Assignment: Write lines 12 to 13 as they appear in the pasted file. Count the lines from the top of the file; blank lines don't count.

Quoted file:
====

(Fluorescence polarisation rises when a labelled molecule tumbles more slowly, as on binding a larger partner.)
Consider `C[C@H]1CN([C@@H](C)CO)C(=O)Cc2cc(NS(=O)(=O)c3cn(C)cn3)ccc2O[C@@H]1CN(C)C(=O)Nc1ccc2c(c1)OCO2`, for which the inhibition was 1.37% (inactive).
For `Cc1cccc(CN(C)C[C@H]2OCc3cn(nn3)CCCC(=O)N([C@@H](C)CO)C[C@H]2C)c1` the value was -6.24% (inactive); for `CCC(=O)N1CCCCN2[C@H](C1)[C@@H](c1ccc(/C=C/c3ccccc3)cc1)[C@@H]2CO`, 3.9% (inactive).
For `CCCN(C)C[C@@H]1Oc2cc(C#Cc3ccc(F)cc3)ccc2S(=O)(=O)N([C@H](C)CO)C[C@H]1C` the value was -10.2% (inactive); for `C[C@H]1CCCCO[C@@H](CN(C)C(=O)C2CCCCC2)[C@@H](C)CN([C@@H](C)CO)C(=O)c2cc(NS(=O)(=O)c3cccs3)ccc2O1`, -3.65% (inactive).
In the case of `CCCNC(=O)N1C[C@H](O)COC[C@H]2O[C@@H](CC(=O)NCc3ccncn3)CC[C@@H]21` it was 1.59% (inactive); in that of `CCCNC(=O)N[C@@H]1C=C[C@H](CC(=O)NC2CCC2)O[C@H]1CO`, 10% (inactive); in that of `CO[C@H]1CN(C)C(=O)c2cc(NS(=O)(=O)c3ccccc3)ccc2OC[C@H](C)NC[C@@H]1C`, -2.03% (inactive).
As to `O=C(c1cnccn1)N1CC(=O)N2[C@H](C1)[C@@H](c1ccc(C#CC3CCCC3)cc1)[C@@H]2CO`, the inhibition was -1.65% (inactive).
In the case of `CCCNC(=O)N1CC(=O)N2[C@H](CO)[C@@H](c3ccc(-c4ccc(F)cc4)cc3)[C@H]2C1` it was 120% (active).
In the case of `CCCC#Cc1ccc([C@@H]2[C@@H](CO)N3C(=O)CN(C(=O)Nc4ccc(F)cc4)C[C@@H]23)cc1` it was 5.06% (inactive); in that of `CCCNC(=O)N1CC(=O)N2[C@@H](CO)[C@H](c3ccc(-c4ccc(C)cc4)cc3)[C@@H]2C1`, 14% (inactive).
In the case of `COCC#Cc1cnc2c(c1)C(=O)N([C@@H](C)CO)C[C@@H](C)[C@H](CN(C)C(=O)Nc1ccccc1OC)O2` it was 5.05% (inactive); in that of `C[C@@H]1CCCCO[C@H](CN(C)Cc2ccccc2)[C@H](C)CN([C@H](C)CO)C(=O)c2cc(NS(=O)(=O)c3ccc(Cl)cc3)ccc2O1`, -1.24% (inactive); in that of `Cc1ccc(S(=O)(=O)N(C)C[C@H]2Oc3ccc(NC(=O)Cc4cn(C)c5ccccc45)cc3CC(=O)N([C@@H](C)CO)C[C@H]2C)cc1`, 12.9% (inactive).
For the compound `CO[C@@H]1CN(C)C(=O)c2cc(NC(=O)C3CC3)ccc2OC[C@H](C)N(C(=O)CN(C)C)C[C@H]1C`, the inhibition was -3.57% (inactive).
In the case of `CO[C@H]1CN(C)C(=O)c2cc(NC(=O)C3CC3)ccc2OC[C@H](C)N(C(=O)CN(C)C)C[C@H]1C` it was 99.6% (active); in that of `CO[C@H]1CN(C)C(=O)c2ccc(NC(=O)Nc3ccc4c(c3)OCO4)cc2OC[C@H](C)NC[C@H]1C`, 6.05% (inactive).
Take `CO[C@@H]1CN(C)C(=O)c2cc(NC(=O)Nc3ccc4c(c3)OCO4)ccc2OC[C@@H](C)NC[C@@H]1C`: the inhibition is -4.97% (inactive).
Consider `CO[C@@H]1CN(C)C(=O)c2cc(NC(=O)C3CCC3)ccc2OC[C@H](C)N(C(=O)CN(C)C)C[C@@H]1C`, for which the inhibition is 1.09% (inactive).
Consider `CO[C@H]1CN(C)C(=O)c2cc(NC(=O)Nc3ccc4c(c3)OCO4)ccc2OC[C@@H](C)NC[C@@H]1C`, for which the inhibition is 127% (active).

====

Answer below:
Take `CO[C@@H]1CN(C)C(=O)c2cc(NC(=O)Nc3ccc4c(c3)OCO4)ccc2OC[C@@H](C)NC[C@@H]1C`: the inhibition is -4.97% (inactive).
Consider `CO[C@@H]1CN(C)C(=O)c2cc(NC(=O)C3CCC3)ccc2OC[C@H](C)N(C(=O)CN(C)C)C[C@@H]1C`, for which the inhibition is 1.09% (inactive).